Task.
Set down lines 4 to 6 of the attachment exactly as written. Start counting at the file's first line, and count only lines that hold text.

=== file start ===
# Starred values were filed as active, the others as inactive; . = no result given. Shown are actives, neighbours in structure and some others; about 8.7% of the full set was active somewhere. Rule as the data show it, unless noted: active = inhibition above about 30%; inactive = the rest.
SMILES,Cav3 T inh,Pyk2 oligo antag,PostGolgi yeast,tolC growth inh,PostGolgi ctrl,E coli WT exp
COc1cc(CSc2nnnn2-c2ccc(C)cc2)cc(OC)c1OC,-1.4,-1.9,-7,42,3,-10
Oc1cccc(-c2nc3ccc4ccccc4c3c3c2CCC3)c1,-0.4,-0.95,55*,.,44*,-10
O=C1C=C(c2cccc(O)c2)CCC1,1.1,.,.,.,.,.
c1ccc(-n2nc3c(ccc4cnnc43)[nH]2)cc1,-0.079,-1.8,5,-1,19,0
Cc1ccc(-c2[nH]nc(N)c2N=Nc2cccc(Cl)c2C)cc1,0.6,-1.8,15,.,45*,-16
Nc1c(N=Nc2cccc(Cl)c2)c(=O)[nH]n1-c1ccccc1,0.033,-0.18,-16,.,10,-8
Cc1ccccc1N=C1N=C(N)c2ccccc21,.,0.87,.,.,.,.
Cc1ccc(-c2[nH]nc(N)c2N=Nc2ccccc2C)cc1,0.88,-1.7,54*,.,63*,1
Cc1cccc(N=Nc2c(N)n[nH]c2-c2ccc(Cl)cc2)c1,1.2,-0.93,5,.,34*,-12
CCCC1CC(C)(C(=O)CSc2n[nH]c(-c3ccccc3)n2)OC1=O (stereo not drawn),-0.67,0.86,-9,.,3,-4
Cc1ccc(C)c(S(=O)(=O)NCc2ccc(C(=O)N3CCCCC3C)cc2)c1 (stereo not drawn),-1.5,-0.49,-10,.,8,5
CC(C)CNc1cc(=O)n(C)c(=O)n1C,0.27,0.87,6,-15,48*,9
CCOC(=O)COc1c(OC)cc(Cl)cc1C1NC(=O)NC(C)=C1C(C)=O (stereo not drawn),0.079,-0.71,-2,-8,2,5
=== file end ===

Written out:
Oc1cccc(-c2nc3ccc4ccccc4c3c3c2CCC3)c1,-0.4,-0.95,55*,.,44*,-10
O=C1C=C(c2cccc(O)c2)CCC1,1.1,.,.,.,.,.
c1ccc(-n2nc3c(ccc4cnnc43)[nH]2)cc1,-0.079,-1.8,5,-1,19,0